As for your current relapse, we often get worse in the winter months because of the presence of viruses. We don’t actually catch the viruses, but just being exposed to them further stimulates our immune systems, making all of our CFS symptoms much worse. Having a child in daycare pretty much guarantees a steady stream of new germs into the household! It’s the same with my sons and school. My son is just coming out of a months-long relapse. Immunovir has helped me a LOT with these sorts of virally-induced crashes.

    You make a good point about sensuality – it’s something no one talks about very much but certainly a significant loss for those of us with ME.

    I hope you see some improvement soon.

    Sue

    Live with CFS

    • Thanks so much for taking the time to reply, Sue.

      Winter is always a rough time for my ME/CFS, although it’s never left me as poorly as this. I guess that it’s a bit naiive to think that only one thing can cause such a massive relapse of my symptoms. It’s probably been a combination of factors, not least of which is the multitude of virus floating about! I’m such an “organised thinker” (though that’s a relative term, with my brain fog being what it is) that I like to file my experiences away on ordered little piles so I can make sense of things. But ME/CFS isn’t so simple, is it?!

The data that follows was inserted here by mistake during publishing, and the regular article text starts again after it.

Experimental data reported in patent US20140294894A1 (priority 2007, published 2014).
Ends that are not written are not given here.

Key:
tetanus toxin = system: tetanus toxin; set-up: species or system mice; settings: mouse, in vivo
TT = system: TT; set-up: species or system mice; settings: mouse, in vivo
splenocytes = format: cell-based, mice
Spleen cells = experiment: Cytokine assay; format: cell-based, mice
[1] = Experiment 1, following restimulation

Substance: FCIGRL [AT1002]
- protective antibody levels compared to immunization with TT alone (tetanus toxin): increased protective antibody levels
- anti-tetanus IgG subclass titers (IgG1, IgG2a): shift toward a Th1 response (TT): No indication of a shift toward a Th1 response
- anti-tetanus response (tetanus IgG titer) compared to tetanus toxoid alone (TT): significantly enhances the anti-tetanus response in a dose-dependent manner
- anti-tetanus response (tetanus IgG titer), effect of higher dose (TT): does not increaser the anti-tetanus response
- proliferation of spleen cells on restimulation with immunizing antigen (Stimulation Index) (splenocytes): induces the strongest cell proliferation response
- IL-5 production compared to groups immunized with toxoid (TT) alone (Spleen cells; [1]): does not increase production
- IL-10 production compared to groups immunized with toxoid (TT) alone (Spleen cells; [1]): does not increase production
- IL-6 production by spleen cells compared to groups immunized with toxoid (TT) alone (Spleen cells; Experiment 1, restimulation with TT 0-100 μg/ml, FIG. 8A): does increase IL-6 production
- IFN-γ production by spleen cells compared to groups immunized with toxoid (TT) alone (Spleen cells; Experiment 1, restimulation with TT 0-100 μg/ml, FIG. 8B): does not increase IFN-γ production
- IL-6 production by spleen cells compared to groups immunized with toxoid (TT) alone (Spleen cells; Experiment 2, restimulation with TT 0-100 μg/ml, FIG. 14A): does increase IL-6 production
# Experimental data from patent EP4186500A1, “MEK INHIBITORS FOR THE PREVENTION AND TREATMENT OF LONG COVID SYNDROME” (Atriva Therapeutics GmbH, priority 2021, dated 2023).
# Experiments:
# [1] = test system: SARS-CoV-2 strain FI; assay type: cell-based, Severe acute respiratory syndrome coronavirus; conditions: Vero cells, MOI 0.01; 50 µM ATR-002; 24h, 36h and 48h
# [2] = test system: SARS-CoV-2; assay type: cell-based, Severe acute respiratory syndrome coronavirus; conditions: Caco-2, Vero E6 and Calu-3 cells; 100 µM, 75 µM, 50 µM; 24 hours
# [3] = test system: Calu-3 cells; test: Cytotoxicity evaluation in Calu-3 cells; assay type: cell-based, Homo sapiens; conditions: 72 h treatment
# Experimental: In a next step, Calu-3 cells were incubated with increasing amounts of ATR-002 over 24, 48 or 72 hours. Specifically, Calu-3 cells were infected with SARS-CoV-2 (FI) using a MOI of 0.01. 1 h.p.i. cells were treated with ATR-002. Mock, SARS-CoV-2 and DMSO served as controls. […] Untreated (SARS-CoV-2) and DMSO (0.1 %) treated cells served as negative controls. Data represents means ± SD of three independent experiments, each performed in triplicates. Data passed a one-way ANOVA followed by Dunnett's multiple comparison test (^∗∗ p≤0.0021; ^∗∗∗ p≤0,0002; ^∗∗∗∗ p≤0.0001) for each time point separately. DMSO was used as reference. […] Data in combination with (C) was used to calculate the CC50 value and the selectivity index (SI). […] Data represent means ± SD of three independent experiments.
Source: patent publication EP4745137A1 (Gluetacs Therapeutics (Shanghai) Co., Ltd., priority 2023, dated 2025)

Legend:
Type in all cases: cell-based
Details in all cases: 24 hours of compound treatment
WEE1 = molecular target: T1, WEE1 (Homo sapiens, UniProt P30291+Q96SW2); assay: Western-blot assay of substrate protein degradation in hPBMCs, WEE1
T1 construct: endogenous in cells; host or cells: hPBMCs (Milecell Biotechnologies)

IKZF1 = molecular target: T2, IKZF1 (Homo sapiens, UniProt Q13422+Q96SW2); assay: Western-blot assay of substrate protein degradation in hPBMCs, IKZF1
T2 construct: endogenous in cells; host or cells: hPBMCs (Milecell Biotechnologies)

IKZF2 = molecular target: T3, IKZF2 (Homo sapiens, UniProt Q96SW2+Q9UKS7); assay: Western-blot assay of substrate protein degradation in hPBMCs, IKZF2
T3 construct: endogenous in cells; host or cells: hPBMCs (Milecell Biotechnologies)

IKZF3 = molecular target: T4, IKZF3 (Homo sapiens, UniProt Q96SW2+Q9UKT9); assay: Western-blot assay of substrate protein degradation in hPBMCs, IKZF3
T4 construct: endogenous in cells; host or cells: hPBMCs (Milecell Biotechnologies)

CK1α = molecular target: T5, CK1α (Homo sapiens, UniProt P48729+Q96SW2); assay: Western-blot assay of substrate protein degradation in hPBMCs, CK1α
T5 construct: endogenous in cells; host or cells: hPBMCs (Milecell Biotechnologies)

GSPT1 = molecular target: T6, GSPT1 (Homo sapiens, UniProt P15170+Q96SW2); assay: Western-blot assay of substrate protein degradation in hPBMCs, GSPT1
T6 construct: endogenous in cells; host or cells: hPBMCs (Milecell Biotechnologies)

I’m going to look into the Immunovir later today. I’m always looking for “new” things to discuss with the specialist at my appointments – if nothing else, it educates him on what options are out there!! *sigh*

      Sam

  2. I really admire you, Sam – you’re one strong superwomen! xx

  3. Wow Sam, yet another amazing post, very touching left me with tears. Sounds like u have so much awesome support especially ur husband xo

    • Thanks Robinette! i’m so pleased that you have taken the time to read my blog on more than one occasion. It means so much to me. You know, I doubt I could continue on this journey as well as I have done, without my husband. I truly believe that people are placed in our lives for a reason, and I’m not sure I could have done it without him. So I try to never take his contribution for granted. He lives his wedding vows daily…for better or WORSE, in SICKNESS and in health. Amazing, isn’t it?!

  4. Tracy Salter Says:

    Hey Sam, I just read all ur blogs now, actually came and lay down on my daughters bed (kids are at school) so I could have some quiet time to do so. I have great admiration for u. I will admit I am so saddened by ur situation, not been able to even imagine what it must be like! But the admiration I have for u out shines the sadness, the fact that u keep going, keep fighting, keep looking for new answers, u are and always will be a strong woman, a great mom and a wonderful wife. U have an amazing husband, and I’m so happy u have him coz being so far away from ur support system must be hard!! But I just wanted u to know I admire u and ur strength, and I will continue to follow ur blog! Thank u so much for sharing!!

    • Hello, my lovely!
      Living so far from our families has definitely been one of the toughest challenges since starting my M.E. Not having family nearby to fall back on has meant that we’ve struggled more than we might have done otherwise. But, the UK is far more “disability friendly” than South Africa, so we couldn’t think of moving back, even if we wanted to. So, we muddle along as best we can, and it has strengthened Chris and my relationship no end.
      Thanks for the support!
      Sam x